Writing Tools: You will need a fistful of ballpoint pens for sign-up sheets, and Sharpies for signing books. Always bring more than you think you’ll need. They are sucked into black holes.

Mr. Swartwood takes the dais at ThrillerFest to accept his award.

Congrats! (The ebook hit online retailers
 before the print edition hit stores.)

Lest you think I have dropped the thread on Mr. Swartwood’s writing, fear not! At ThrillerFest 2024, he accepted the ITW Thriller Award for Best E-Book Original for The Killing Room. The second book in the series is up for pre-order, and wouldn’t you know it, if you order the new book, you can get one of his old titles for free, while supplies last. (Order via the indie bookstore in his area for a signed copy, or discover your online options in his recent post.) Everyone loves BOGO, baby!

Book 2

* * * 

See you in three weeks!



  1. Very interesting. Thanks for sharing.

  2. Whooo, I like the classy cover of Bloody Signorina. And I love the title of your article. Well done.

    From the latter 1800s through the mid-1950s, publishers and authors used to give away bookplates, elegantly illustrated glue-in slips saying, “This book belongs to…” and a space for writer or reader to enter a name. They would be affixed inside the front cover of books that would last a lifetime, a nice touch for readers.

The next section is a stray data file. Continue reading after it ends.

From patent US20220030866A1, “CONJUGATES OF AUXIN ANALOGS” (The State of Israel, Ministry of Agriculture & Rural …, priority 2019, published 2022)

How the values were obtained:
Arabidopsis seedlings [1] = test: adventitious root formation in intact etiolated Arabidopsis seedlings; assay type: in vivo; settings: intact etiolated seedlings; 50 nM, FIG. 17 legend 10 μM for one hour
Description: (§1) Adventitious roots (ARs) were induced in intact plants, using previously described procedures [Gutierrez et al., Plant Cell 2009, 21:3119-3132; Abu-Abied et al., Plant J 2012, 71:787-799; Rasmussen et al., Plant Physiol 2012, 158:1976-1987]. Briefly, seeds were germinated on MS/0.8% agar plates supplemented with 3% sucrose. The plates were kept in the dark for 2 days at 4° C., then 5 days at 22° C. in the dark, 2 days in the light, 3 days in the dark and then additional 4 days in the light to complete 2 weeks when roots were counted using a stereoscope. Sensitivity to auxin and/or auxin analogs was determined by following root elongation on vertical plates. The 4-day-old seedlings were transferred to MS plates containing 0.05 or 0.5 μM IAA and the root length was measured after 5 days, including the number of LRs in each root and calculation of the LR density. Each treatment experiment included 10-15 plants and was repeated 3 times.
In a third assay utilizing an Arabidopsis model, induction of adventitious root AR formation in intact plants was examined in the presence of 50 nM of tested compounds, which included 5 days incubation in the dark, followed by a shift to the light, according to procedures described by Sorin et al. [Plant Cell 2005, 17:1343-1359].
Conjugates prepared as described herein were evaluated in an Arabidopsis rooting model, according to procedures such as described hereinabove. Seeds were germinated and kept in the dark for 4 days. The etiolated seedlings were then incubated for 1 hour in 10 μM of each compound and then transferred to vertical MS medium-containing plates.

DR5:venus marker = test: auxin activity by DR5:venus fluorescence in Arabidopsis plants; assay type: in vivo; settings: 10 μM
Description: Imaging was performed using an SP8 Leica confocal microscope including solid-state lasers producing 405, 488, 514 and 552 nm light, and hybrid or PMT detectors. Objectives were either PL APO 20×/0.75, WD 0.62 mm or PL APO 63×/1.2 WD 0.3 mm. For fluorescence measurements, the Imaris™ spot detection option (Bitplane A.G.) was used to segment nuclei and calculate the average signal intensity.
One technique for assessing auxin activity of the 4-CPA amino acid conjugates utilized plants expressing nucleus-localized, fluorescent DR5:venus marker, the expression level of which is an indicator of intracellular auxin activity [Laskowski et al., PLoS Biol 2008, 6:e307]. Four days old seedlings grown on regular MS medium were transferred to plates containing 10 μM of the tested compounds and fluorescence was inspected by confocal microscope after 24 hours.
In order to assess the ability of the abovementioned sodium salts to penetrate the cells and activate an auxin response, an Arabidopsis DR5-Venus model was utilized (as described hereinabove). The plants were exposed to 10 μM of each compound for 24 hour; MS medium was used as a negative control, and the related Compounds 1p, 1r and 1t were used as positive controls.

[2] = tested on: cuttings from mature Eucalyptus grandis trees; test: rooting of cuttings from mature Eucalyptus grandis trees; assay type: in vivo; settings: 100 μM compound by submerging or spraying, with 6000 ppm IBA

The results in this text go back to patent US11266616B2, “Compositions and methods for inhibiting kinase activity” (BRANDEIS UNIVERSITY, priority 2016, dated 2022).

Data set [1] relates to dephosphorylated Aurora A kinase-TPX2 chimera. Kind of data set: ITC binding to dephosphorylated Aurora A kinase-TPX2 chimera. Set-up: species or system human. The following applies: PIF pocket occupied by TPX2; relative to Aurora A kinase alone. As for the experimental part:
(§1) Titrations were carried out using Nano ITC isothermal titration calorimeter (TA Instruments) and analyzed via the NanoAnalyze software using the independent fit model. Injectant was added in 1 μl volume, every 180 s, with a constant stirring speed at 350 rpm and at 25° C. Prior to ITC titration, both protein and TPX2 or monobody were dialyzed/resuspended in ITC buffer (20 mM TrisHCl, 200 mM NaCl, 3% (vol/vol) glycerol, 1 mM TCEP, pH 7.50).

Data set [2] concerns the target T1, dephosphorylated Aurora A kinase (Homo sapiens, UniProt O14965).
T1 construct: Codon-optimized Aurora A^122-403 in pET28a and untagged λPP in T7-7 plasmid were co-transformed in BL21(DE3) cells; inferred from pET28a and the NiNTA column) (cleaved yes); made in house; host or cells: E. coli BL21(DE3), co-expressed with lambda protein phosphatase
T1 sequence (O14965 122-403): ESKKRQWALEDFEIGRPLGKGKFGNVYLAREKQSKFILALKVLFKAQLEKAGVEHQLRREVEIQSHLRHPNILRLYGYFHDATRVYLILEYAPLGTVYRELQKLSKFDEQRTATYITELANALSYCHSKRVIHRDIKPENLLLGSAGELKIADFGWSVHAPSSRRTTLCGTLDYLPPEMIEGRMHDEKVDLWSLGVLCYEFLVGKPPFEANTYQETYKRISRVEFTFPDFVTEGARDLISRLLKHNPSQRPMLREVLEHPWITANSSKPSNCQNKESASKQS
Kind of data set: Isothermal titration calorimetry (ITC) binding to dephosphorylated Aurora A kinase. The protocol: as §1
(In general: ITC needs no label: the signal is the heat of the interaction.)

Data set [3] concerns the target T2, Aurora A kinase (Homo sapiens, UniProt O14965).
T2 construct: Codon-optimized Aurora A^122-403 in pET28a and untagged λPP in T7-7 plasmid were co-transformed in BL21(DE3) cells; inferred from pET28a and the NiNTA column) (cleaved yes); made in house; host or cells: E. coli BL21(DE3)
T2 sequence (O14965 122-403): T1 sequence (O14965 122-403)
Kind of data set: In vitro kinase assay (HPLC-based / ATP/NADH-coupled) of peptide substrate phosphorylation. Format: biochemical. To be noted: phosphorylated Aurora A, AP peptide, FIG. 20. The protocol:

Congratulations to Robert, Joe, and especially Denise. I admire what you’re doing for the book business in your area.

    1. I bought that cover in 2013 for $40 from the excellent premade cover website GoOnWrite.com, which is still in operation. The designer, James, is a Brit with a delightful sense of humor, hence the bizarre dummy titles he puts on his covers. I'm still using him 11 years later, and he's one of my go-tos in the book cover market. And thanks for your kind words, as always! (The horror genre covers I got from designer Jason Gurley, who is himself a tremendous writer of beautiful SFF fiction.)

  3. I feel like you may have mentioned this before, but where in NC do these talks take place? We are right outside of Raleigh, but we love a good road trip!
    —Ashley Bernier

    1. Ashley: We are in Asheville. And this event was not a talk, but a book fair on the grounds of a local bar. In the past, we have done talks at the local indie bookstore, a local brewery on behalf of the public library system, and a "class" on publishing at an annual book festival in Burnsville, NC. I should shoot you a note the next time we do one of these bigger events.